Wednesday, September 25, 2019

15 Talking Points on Laminitis Prevention from the BEVA Congress: What Horse Owners Need to Know to Prevent Laminitis

At the 2019 British Equine Veterinary Association (BEVA) Congress earlier this month in Birmingham, England, three speakers emphasized the need to further educate horse owners on the prevention of laminitis and in the dangers of equine obesity. Their lectures have been condensed down to talking points for communicating with owners about changes in horsecare that may help horses avoid the disease.

Meet the speakers: David Rendle is an equine internal medicine specialist at England’s Rainbow Equine Hospital; he spoke on "the endocrinology of laminitis in the field". Andrew Van Eps is with the University of Pennsylvania’s New Bolton Center and spoke on "updates on management of laminitis". Nicky Jarvis represented Redwings Horse Sanctuary in England with a lecture on "Its obese! What can I do to stop it foundering?".

The speakers emphasized these 15 points on prevention:
  • Around 90% of cases are endocrinopathic laminitis, “which is the same as pasture associated laminitis...either equine metabolic syndrome (EMS) or pituitary pars intermedia dysfunction (PPID).” (Rendle)
  • While greater understanding of EMS and PPID has helped in preventing laminitis, there is still much that remains unknown. (Rendle)
  • Insulin dysregulation is often disregarded in the assessment of laminitis when PPID is suspected: “If insulin dysregulation and metabolic dysfunction are overlooked in horses that are diagnosed (often incorrectly) with PPID and appropriate management changes are not implemented, the risk of laminitis may persist.” (Rendle)
  • On the management of endocrinopathic laminitis: “...central is clearly diet and management change, not pharmaceuticals.” (Rendle)
  • The key to the prevention of endocrinopathic laminitis is early identification of horses at risk. (van Eps)
  • “Management to reduce the laminitis risk in these cases can then include a combination of dietary control, pasture access management, weight loss and exercise, which can dramatically reduce the risk of laminitis development or progression.” (van Eps)
  • Comment on obese horses: “The horse isn’t just a little bit chunky, it actually has ‘ill health’ because of that amount of fat.”(Jarvis)
BEVA's 2019 lecturers on laminitis included three veterinarians: (from left) David Rendle of Rainbow Equine Hospital in England, Andrew van Eps from the University of Pennsylvania's New Bolton Center and Nicky Jarvis of Redwings Horse Sanctuary in the UK. (photos from Hoof Blog archives)

  • When a horse is classified with a body condition score of 5 out of 5, approximately 40% of its bodyweight on a weighbridge is fat, equating to 240kg of fat for a 600kg (horse). (Jarvis)
  • Owners love to say “but he’s always been like this and he’s never had laminitis before” so it can be incredibly hard work to change the mindsets.” (Jarvis)
  • Nicky Jarvis explained her approach to weight loss, which aims at dropping 0.5 to 1% of the horse’s current bodyweight per week by feeding a daily ration (dry matter) equivalent to 1.5% of bodyweight. (Jarvis)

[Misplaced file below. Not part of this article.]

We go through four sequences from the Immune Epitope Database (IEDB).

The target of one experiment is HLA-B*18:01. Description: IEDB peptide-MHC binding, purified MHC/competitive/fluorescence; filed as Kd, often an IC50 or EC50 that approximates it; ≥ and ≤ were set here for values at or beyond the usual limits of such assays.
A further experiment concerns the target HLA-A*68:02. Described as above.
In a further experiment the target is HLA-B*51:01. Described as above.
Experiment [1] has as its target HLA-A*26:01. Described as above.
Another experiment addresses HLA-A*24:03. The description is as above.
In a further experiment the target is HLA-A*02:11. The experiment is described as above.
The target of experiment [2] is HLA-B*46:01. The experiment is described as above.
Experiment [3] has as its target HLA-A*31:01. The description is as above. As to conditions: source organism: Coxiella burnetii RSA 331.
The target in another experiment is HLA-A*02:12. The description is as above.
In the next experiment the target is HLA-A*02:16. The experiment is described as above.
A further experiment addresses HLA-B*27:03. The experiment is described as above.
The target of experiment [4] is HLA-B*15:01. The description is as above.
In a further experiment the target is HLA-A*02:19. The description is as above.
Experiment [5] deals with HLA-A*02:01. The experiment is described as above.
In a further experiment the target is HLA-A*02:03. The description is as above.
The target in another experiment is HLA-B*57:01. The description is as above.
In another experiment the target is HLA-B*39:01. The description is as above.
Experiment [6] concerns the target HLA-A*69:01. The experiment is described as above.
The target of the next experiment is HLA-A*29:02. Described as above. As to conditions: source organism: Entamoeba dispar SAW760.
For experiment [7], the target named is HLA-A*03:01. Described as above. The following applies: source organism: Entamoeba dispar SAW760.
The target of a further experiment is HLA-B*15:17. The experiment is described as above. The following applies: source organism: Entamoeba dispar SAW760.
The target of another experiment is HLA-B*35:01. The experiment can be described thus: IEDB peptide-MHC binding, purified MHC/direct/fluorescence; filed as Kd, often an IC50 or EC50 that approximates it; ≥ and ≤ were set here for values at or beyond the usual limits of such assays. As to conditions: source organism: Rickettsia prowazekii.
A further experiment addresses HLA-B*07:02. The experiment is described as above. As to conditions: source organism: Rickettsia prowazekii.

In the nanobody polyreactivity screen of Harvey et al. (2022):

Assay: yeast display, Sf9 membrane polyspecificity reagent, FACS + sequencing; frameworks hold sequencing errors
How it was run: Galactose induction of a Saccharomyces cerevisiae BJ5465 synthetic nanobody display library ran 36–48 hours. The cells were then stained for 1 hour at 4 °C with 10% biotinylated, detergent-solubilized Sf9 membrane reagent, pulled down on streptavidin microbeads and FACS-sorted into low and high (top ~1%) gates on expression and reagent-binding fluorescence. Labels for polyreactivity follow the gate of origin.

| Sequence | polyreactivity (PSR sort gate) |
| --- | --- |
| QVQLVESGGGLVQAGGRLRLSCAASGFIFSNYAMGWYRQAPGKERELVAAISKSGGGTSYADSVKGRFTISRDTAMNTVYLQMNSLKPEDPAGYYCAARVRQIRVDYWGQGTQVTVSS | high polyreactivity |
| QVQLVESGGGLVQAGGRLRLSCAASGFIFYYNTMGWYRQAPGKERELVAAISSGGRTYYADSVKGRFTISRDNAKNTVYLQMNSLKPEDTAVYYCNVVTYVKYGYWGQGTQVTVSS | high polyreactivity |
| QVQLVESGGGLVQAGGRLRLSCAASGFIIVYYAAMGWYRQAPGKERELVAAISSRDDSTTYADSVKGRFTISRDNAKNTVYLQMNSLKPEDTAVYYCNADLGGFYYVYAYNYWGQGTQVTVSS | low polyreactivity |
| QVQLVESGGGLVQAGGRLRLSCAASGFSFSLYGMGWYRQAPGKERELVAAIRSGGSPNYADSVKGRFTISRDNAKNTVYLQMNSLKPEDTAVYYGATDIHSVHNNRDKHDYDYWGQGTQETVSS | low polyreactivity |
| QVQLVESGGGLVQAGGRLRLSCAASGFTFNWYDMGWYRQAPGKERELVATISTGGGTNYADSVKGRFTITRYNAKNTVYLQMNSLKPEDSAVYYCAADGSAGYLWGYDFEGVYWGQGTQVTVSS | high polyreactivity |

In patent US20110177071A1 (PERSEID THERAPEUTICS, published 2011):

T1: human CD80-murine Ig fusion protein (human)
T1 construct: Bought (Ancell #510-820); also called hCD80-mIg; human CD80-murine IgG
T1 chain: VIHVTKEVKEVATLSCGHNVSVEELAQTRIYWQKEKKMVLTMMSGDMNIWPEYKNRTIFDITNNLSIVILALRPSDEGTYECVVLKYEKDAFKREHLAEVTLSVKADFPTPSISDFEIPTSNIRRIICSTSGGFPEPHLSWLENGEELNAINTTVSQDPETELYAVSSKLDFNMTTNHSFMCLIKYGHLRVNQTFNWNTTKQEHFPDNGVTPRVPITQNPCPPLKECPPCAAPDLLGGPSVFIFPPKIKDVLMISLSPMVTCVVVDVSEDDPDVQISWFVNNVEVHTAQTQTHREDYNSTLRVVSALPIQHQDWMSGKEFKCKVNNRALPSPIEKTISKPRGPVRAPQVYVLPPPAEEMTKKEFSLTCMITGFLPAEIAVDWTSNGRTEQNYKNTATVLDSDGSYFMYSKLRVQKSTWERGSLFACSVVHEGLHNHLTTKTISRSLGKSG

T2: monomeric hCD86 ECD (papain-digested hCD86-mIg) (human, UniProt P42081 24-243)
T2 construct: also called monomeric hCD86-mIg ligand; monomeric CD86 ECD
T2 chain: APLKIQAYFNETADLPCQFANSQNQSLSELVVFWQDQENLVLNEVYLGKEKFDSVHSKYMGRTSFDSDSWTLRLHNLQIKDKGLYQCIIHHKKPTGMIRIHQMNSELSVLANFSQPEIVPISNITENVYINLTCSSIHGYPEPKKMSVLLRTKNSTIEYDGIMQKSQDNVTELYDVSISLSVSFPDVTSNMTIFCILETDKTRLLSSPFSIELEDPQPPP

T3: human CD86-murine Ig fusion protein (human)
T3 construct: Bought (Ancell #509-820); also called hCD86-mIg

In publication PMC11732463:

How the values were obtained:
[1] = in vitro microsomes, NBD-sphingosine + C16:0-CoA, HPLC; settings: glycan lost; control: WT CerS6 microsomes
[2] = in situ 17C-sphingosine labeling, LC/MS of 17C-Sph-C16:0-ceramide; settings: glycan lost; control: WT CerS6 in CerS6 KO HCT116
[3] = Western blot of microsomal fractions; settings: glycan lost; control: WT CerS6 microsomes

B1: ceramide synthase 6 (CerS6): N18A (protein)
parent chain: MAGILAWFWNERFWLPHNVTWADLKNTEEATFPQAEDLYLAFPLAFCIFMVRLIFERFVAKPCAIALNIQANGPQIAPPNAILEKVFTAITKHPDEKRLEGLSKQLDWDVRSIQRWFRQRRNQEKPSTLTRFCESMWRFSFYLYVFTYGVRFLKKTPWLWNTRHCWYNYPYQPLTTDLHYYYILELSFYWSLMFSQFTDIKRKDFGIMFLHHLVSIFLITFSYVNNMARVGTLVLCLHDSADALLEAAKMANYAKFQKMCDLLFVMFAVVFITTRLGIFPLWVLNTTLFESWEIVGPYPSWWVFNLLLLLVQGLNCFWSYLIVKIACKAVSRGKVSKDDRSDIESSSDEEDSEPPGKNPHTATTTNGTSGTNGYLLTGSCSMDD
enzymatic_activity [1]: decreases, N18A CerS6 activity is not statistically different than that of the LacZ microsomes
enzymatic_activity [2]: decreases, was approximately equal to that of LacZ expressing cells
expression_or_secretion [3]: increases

• Appreciating that weight loss on the field can be difficult as intake can’t be quantified, practical management tactics, include: strip grazing, grazing muzzles, track systems, shared grazing with sheep or pre-grazing with horses who are in healthy condition. (Jarvis)
  • Emphasize the advantages of forage analysis to ensure hay is of a low water soluble carbohydrate content (10 - 12%) and the benefits of soaking it. (Jarvis)
  • For animals resistant to weight loss, despite a controlled diet: Carefully introduce good quality barley straw as a partial forage alternative for horses with good teeth, at up to 40% of the ration. (Jarvis)
  • For a long term approach, rather than crash diets in the summer or once they have laminitis, encourage people to realize that it’s a natural thing for horses to lose weight over winter. (Jarvis)
  • If we can get them to keep those rugs (blankets) off and persuade them not to go to their local shop and buy supplementary feeds and grains just because they feel cold, we wouldn’t have so many problems during the summer months.” (Jarvis)

© Fran Jurga and Hoofcare Publishing; Fran Jurga's Hoof Blog is the news service for Hoofcare and Lameness Publishing. Please, no re-use of text or images on other sites or social media without permission--please link instead. (Please ask if you need help.) The Hoof Blog may be read online at the blog page, checked via RSS feed, or received via a headlines-link email (requires signup in box at top right of blog page). Use the little envelope symbol below to email this article to others. The "translator" tool in the right sidebar will convert this article (roughly) to the language of your choice. To share this article on Facebook and other social media, click on the small symbols below the labels. Be sure to "like" the Hoofcare and Lameness Facebook page and click on "get notifications" under the page's "like" button to keep up with the hoof news on Facebook. Questions or problems with the Hoof Blog? Click here to send an email  
Follow Hoofcare + Lameness on Twitter: @HoofBlog
Read this blog's headlines on the Hoofcare + Lameness Facebook Page
Disclosure of Material Connection: The Hoof Blog (Hoofcare Publishing) has not received any direct compensation for writing this post. Hoofcare Publishing has no material connection to the brands, products, or services mentioned, other than products and services of Hoofcare Publishing. I am disclosing this in accordance with the Federal Trade Commission’s 16 CFR, Part 255: Guides Concerning the Use of Endorsements and Testimonials in Advertising.